A: Probably not. Meter readers no longer will regularly need to spend time traveling to every meter for a monthly read. And that adds up to 100,000 annual miles that won’t be driven by meter readers, which saves fuel and reduces greenhouse gas emissions.
Q: What information does the new meter record?
A: The new meter records an electronic kilowatt-hour reading, the date and time of energy usage, the overall peak demand of the electric account, if the meter has rotated backwards, and the number of times the meter has experienced a loss of power for any reason.
Q: What day of the month will the meters be read?
A: All of the co-op’s new meters can be read at a variety of times to obtain a history of account information. However, for billing purposes, member bills will be read on monthly schedules.
Q: Will someone other than the co-op be able to read the new meter?
A: Meter manufacturers are incorporating security features and encryption technology into their meters, as recommended by national security experts. KIUC’s goal is to upgrade the electric distribution system to make it safer, more secure and more reliable. Once your new digital meter is installed, your cooperative will be able to tell if someone “tampers” with your meter because the meter will report any tampering attempts.
Q: How secure will the new meters be?
A: The meter display is visible for members to check their consumption. All data stored in the meter is secure and the meter is sealed. No member information is ever stored in a meter.
Q: Can the cooperative disconnect electric service using the new meters?
A: Yes, meters can have remote disconnect capabilities.
Q: Will the new meter notify the co-op when the power goes out?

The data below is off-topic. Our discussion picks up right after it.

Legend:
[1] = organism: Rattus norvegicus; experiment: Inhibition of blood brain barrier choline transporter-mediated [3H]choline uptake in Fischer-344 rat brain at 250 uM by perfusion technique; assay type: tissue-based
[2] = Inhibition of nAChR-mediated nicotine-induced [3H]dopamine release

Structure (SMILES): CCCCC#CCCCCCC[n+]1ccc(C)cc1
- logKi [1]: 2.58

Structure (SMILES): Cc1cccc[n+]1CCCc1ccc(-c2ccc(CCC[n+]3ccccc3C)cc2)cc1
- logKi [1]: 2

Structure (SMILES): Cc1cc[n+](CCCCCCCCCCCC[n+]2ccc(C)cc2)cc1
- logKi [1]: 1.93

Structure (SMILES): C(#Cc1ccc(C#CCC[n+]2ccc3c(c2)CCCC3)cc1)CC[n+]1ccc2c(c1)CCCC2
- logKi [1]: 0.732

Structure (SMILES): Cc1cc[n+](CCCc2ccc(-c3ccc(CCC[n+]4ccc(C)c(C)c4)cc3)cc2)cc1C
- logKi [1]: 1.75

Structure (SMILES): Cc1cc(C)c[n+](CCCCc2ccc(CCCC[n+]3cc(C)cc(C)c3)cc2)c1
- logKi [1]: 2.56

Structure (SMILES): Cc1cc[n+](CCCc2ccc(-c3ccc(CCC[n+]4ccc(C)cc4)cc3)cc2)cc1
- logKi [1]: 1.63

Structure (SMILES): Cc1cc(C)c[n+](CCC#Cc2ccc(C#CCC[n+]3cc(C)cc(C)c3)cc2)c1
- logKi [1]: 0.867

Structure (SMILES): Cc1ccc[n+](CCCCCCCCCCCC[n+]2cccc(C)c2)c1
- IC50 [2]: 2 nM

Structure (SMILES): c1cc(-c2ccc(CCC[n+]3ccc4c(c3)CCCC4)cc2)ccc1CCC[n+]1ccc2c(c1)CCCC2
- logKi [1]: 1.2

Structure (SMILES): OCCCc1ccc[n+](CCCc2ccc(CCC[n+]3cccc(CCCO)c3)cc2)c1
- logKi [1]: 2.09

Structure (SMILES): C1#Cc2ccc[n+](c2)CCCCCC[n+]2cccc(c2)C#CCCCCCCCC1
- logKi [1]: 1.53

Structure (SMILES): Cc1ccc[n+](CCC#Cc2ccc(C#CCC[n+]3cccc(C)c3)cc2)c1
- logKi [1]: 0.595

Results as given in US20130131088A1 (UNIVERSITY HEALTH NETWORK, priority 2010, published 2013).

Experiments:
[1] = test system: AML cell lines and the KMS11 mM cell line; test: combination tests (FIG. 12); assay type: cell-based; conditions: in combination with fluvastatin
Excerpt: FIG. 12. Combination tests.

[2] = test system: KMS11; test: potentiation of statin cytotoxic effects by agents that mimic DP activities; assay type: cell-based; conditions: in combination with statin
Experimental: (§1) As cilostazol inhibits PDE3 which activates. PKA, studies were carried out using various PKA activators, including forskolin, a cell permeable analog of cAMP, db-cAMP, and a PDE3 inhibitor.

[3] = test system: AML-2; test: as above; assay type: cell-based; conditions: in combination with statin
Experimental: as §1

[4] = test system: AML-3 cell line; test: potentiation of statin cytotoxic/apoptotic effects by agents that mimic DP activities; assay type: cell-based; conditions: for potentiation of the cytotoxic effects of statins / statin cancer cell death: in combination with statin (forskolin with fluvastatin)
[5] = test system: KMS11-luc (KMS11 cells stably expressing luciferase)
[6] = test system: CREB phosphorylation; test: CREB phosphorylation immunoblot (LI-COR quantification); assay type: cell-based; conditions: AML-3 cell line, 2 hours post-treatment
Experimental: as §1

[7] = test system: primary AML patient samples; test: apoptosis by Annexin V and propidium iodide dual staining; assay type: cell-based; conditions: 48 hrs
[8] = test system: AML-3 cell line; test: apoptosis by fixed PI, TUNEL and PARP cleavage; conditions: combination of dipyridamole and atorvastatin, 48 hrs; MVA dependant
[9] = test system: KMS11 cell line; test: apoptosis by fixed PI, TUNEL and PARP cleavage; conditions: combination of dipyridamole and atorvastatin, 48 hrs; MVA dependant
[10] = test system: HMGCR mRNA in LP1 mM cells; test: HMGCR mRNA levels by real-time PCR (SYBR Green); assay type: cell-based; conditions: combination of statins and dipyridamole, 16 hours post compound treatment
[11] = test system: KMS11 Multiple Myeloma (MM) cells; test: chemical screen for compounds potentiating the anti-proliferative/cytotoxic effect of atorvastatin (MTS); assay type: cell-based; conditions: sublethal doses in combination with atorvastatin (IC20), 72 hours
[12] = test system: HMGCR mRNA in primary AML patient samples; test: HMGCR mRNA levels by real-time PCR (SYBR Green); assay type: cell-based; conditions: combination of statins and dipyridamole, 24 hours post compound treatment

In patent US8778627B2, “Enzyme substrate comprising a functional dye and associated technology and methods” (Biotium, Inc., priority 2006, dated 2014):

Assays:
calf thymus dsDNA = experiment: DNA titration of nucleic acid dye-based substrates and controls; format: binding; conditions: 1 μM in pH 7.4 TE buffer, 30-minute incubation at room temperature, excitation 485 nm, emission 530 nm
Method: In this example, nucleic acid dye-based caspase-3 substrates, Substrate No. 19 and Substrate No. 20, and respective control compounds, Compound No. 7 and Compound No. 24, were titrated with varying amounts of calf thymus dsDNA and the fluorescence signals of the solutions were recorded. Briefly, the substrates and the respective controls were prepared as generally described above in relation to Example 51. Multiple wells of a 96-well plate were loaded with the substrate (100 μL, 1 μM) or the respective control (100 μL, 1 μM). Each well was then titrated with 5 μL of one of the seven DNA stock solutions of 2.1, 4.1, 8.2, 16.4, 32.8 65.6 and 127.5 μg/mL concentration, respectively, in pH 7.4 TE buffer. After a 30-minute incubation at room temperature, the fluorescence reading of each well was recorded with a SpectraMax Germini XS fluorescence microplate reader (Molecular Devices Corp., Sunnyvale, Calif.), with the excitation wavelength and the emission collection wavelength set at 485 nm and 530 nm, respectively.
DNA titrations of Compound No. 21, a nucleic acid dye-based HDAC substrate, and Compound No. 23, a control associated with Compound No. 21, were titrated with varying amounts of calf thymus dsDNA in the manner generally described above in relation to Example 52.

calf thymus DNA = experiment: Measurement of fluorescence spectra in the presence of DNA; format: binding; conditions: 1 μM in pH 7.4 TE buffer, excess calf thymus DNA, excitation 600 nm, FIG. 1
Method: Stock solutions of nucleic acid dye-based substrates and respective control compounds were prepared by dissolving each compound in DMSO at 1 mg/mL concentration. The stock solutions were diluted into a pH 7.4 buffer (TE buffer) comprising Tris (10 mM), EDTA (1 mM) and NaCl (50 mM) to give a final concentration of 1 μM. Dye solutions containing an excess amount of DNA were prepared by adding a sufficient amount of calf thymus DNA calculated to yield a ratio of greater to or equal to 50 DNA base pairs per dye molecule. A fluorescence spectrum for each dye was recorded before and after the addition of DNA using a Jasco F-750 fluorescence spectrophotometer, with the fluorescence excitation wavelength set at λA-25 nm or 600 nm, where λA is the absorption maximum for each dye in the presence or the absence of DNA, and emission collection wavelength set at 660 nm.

A: Yes. The meters will be able to record outages, allowing the cooperative to identify outages to individual households immediately. Once the smart grid system is fully operational, KIUC may even be able to notify you about an outage in your home or business via email or text message to your cell phone.
Q: Are there potential health impacts from a meter that can receive and send data?
A: The simple answer is “no,” but like any new technology, smart grid technology is triggering concerns among a small number of consumers. KIUC is committed to the safety of its members. Research conducted by the Electric Power Research Institute, the World Health Organization, the Food and Drug Administration and the California Council on Science and Technology has found no health impacts from smart meters. The radio frequencies emitted by digital meters fall well below the maximum recommended in federal guidelines. Compare this activity to a laptop with a wireless connection, which is constantly sending and retrieving data. A digital meter equipped to send and receive data has an RF density hundreds of times less than the RF density of a cell phones—and the meters are installed on the outside of your house, not next to your ear.
Q: How will I know if my meter has been changed?
A: The co-op employee or contractor will leave a door hanger on your front door to let you know they have changed the meter. KIUC will work with businesses to minimize any inconvenience. You do not have to be present during the meter change.
Q: How often is the smart meter transmitting?
A: Residential meters typically send data for a total of about 86 seconds a day. When the meters are not sending data they do not emit RF frequencies.